Cuadrilla has already stated that it plans to continue to frack and explore for shale gas at the site. Last autumn its Cuadrilla’s attempts to frac the first well at PNR caused a number of earthquakes and brought the tests to a premature halt. Cuadrilla is trying to gather the data it needs, while not exposing the full reality of fracking. It is probably doing 1 frac stage a day or less, on wells that are a quarter of the length of what is becoming common in the US. In production a fracking crew would be expected to blast through 5 or more frac stages a day, with 100 frac stages per well becoming very common, and multiple (often 8) wells per pad. Even then this highly rushed fracking, with costs cut to the bone, the industry in the US has lost over $280 billion in last decade and a half. If Cuadrilla’s carefully planned, cost no object, slow and steady, test project is producing many small earthquakes from the first few stages of each of the PNR wells, then production in the UK can be expected to be littered with Preese Hall style well destroy earthquakes.
Cuadrilla was planning to frac the wells at PNR in up to 41 stages along their lengths, starting at the far end and working backwards towards the pad. Each stage uses 200,000 gallons of fracking fluid containing 75 tons of sand, and chemicals. The 36 earthquakes have been clustered around PNR 1z the first well, with the furthest less than 250m from the wellbore (and at the same depth 3km). Cuadrilla have probably only pumped a handful frac stages so far, and have quite a few more to go on this first well (and then the same again on the other well). A lot more earthquakes can be expected, with the distinct possibility that cumulative build up of pressure might cause a jump to a higher level of earthquake activity.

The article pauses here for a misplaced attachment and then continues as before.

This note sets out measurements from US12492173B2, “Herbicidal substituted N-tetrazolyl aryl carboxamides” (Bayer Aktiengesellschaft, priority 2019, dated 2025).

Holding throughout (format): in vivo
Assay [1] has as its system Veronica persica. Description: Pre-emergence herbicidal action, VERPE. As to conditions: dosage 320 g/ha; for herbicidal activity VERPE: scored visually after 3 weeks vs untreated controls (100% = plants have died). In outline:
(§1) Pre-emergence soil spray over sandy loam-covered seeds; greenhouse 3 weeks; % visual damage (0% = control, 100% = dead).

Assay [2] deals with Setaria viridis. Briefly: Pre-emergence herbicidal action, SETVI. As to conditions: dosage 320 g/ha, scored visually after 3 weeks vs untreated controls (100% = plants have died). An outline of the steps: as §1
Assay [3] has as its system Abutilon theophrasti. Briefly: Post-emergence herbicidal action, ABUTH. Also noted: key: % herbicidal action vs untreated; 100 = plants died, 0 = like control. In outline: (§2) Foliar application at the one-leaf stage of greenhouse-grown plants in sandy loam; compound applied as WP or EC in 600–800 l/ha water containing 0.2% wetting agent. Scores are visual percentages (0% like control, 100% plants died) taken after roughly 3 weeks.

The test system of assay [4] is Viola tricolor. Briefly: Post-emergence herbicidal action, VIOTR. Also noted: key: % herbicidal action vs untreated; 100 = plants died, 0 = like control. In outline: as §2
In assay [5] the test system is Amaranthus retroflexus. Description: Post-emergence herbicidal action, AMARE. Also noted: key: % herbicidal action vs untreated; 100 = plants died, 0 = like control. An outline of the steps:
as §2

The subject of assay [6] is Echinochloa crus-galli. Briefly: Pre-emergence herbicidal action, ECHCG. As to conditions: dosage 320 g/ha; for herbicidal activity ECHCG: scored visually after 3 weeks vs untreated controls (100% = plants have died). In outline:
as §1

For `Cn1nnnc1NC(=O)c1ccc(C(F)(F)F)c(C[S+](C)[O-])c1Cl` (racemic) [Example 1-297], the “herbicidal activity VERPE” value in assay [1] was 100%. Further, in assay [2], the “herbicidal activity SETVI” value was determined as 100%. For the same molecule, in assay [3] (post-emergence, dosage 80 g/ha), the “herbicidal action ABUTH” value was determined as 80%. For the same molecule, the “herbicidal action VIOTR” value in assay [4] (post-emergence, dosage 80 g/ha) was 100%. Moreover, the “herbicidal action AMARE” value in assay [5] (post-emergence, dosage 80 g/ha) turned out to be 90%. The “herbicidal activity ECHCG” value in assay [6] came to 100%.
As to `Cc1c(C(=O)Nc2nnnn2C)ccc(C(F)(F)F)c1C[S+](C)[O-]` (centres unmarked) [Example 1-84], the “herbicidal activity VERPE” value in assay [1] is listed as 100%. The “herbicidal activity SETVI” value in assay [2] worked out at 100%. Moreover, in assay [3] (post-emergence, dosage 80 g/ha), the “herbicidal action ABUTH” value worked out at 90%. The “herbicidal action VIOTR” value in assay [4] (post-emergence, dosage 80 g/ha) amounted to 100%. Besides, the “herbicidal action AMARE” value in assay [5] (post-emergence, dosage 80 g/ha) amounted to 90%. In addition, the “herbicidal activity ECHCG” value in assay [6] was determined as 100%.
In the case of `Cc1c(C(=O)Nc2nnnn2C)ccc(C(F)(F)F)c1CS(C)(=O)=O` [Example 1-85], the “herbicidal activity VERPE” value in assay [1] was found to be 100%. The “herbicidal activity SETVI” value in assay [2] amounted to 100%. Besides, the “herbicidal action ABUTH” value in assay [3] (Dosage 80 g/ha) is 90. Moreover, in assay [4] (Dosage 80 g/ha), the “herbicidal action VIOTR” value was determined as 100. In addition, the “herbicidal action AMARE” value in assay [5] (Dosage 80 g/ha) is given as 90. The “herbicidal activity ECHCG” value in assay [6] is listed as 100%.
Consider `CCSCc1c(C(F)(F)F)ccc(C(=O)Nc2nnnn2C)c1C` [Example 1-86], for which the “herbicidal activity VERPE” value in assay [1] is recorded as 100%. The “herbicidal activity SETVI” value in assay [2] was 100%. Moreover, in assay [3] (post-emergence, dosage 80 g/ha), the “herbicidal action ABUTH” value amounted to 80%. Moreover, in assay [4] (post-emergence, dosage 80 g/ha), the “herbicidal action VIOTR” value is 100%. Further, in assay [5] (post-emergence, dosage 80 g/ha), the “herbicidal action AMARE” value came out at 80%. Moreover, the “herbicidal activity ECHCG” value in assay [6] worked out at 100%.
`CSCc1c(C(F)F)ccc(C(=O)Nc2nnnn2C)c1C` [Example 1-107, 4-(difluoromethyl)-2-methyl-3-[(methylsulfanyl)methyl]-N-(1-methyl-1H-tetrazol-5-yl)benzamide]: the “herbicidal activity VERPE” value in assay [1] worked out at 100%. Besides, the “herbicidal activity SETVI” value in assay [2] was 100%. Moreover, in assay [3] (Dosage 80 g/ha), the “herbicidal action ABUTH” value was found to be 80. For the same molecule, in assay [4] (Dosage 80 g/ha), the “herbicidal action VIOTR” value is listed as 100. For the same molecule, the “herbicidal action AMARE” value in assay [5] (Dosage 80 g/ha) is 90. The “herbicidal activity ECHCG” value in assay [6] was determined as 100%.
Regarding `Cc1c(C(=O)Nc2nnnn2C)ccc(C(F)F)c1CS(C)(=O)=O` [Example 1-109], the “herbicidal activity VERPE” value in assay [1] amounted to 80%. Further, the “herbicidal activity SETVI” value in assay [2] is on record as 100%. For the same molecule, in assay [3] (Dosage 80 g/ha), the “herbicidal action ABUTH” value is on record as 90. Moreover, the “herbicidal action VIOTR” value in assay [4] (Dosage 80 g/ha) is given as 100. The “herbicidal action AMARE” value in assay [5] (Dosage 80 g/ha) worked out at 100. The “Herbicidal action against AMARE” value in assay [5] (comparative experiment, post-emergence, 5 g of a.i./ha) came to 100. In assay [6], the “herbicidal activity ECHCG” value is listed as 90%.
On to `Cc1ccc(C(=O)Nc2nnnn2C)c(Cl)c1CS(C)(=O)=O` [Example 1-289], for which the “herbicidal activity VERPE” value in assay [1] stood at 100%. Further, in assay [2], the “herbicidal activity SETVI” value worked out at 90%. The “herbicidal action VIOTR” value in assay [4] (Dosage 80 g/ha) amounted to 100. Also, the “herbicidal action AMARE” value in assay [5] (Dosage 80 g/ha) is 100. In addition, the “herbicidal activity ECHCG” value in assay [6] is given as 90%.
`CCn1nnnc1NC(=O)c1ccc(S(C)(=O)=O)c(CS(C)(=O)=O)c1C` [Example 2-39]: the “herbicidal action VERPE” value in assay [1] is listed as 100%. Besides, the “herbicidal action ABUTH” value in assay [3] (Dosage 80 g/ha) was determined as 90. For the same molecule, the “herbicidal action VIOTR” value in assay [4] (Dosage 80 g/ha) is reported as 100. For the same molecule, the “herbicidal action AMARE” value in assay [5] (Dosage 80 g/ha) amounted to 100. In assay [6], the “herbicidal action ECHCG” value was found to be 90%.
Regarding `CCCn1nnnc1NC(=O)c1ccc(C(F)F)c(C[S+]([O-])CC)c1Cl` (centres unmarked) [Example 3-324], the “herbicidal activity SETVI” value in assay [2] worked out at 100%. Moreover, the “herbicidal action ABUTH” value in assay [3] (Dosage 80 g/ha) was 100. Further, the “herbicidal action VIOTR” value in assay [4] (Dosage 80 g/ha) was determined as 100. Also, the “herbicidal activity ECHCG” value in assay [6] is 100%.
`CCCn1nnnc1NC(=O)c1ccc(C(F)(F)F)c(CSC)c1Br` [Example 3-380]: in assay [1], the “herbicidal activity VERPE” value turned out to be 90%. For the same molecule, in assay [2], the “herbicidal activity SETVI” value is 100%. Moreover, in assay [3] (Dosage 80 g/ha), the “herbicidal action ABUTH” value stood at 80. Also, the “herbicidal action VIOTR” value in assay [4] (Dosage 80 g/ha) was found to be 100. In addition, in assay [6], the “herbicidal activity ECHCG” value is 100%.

Previous Fracking Earthquakes
In the US and Canada large numbers of earthquakes have been caused by fracking, both directly and indirectly. In the US most quakes have been caused by re-injection of the vast quantities of fracking waste produced by this toxic process. In the most extreme case Oklamhoma has become the most earthquake prone state in the US due to facking waste injection wells, with significant damage as a result. In Canada however a large number of earthquakes have been caused by the hydraulic fracturing process itself, particularly in the Montney Shale in British Columbia.
In both cases not all the earthquakes have been small. The largest fracking quakes in Oklahoma have been a magnitude 5.6 main near Pawnee in 2016 and a magnitude 5.6 near Prague, Oklahoma in 2011, where two people suffered minor injuries, 14 homes had various levels of damage, and part of a university building collapsed. The largest earthquake ever triggered by hydraulic fracturing in British Columbia occurred during a fracking-triggered swarm of 676 earthquakes between 2014 and 2015, and was triggered by the fracking activities of Progress Energy, registering 4.6 magnitude.
The Preston New Road site is Cuadrilla’s flagship fracking test project, where they have planning permission (from central government) to drill and hydraulically fracture 4 shale gas wells. This would involve more than 20,000 vehicle movements in and out of the PNR site, as fracking trucks bring equipment and materials and dispose of waste, to and from support sites across the country. Take a look at our factsheet and find out what support sites could be near you.
Cuadrilla’s speculative business model means that they need good results from these test to get more investment, but that includes not just what they find under ground but the level of resistance they encounter. That is where communities across the country come in – by making Cuadrilla’s fracking plans as difficult, slow and expensive as possible!
Check out our factsheet about Cuadrilla’s plans, your community may be threatened with impacts (e.g. fracking waste being dumped or transported through your community) even if you live hundreds of miles from Lancashire.